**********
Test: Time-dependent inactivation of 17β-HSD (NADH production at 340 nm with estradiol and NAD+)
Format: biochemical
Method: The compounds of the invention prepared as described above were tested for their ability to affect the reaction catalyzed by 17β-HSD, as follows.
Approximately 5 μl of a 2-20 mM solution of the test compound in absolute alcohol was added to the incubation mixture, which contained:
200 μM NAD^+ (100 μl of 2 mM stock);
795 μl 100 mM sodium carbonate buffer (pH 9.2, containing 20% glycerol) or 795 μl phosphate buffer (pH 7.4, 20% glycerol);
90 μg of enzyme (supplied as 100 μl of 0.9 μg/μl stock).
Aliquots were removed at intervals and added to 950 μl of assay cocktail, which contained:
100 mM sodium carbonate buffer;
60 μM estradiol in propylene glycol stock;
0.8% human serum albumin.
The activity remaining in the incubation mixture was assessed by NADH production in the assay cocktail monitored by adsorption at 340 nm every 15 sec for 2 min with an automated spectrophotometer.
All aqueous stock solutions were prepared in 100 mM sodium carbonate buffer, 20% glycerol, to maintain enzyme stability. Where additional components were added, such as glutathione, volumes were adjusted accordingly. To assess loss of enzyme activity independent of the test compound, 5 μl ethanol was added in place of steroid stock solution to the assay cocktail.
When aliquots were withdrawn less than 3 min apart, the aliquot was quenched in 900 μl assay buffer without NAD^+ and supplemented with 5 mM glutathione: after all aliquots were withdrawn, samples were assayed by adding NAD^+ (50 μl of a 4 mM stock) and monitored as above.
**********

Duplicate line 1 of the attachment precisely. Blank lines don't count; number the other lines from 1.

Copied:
Test: Time-dependent inactivation of 17β-HSD (NADH production at 340 nm with estradiol and NAD+)